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A comparison of strategies to recruit older patients and carers to end-of-life research in primary care

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Published copy (DOI)

Author(s)

  • Barbara Hanratty
  • Elizabeth Lowson
  • Louise Holmes
  • Julia Addington-Hall
  • Tony Arthur
  • Gunn Grande
  • Jane Seymour
  • Sheila Payne

Department/unit(s)

Publication details

JournalBMC Health Services Research
DatePublished - 27 Sep 2012
Issue number1
Volume12
Pages (from-to)342
Original languageEnglish

Abstract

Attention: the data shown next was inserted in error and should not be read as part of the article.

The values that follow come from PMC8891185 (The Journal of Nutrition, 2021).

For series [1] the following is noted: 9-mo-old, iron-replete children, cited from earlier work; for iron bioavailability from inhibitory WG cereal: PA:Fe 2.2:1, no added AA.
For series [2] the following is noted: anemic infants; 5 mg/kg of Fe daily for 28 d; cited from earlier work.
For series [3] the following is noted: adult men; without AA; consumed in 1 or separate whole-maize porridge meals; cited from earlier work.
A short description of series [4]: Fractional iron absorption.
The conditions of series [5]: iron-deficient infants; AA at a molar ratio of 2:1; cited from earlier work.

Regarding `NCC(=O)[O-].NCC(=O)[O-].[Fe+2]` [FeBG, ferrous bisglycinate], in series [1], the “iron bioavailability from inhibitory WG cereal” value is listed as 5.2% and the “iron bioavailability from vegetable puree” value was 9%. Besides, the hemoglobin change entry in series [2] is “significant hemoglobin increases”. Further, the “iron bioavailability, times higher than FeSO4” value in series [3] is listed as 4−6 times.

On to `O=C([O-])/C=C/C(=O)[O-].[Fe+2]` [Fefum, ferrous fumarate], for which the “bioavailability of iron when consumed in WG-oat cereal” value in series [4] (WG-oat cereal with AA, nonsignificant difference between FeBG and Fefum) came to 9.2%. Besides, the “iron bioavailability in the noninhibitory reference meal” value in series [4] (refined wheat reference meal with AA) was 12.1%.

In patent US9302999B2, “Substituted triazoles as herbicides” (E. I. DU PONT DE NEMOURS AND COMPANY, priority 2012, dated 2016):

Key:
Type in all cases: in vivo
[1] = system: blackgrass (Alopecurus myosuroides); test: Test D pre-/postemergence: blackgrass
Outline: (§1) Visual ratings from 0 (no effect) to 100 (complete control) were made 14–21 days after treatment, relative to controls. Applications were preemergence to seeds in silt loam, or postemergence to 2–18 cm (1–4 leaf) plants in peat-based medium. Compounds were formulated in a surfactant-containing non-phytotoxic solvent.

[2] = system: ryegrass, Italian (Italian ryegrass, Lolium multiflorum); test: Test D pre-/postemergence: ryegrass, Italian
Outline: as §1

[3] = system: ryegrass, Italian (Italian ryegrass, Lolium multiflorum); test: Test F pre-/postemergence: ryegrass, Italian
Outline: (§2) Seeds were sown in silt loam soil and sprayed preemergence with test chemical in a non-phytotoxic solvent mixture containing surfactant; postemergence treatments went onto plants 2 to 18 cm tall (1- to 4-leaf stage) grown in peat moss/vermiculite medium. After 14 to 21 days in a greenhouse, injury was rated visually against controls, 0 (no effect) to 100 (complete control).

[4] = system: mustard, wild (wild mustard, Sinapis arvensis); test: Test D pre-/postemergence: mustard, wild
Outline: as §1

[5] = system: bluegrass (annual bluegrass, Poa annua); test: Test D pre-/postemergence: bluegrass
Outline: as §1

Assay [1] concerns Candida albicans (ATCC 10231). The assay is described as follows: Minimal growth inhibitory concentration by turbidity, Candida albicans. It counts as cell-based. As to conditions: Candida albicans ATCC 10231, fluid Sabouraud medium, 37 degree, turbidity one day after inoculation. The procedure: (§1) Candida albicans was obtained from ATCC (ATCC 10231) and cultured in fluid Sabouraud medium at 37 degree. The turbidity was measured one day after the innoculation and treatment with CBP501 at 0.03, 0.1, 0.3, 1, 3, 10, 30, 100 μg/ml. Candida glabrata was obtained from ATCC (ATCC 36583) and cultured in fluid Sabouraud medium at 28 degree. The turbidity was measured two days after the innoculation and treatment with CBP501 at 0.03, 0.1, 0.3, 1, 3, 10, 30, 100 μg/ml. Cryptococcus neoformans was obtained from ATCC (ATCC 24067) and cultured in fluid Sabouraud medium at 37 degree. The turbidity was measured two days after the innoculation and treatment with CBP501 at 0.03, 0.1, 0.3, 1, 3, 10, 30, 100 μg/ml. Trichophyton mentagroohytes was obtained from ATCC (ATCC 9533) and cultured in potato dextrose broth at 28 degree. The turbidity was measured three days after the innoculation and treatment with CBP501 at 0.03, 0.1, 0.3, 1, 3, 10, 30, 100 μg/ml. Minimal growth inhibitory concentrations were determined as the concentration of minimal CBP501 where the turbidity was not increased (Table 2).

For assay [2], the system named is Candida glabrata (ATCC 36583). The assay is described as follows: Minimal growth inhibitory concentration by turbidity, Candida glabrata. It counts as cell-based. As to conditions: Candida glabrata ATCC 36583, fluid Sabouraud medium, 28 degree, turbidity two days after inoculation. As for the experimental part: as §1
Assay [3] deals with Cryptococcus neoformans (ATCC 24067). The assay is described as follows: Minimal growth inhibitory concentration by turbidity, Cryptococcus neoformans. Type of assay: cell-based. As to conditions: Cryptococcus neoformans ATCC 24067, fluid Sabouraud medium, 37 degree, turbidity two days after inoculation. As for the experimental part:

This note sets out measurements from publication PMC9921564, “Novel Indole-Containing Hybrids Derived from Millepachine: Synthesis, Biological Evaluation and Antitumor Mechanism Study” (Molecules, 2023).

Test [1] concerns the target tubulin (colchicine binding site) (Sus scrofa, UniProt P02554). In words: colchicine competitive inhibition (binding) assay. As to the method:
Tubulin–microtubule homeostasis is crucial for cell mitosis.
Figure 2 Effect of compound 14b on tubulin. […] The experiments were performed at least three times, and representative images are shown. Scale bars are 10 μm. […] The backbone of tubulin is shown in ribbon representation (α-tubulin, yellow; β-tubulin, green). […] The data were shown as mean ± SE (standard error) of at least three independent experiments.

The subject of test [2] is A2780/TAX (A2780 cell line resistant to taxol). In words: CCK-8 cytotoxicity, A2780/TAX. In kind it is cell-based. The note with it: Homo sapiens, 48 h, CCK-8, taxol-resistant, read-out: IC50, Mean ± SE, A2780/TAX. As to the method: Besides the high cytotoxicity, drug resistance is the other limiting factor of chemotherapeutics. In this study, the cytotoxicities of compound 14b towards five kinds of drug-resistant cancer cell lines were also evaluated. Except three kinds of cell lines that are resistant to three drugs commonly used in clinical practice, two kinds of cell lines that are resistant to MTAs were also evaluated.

ABSTRACT: BACKGROUND: Older adults receive most of their end-of-life care in the community, but there are few published data to guide researchers on recruitment to studies in primary care. Compare recruitment of patients and bereaved carers from general practices in areas with different research network support, and identify challenges in obtaining samples representative of those in need of end-of-life care. METHODS: Comparative analysis of recruitment from general practices to two face-to-face interview studies concerned with 1) carers' perceptions of transitions between settings for decedents aged over 75 years and 2) the experiences of older patients living with cancer at the end-of-life. RESULTS: 33 (15% of invitees) patients and 118 (25%) carers were interviewed. Carers from disadvantaged areas were under-represented. Recruitment was higher when researchers, rather than research network staff, were in direct contact with general practices. Most practices recruited no more than one carer, despite a seven fold difference in the number of registered patients. The proportion identified as eligible for patient interviews varied by a factor of 38 between practices. Forty-four Primary Care Trusts granted approval to interview carers; two refused. One gave no reason; a second did not believe that general practitioners would be able to identify carers. CONCLUSION: Obtaining a representative sample of patients or carers in end-of-life research is a resource intensive challenge. Review of the regulatory and organisational barriers to end-of-life researchers in primary care is required. Research support networks provide invaluable assistance, but researchers should ensure that they are alert to the ways in which they may influence study recruitment.

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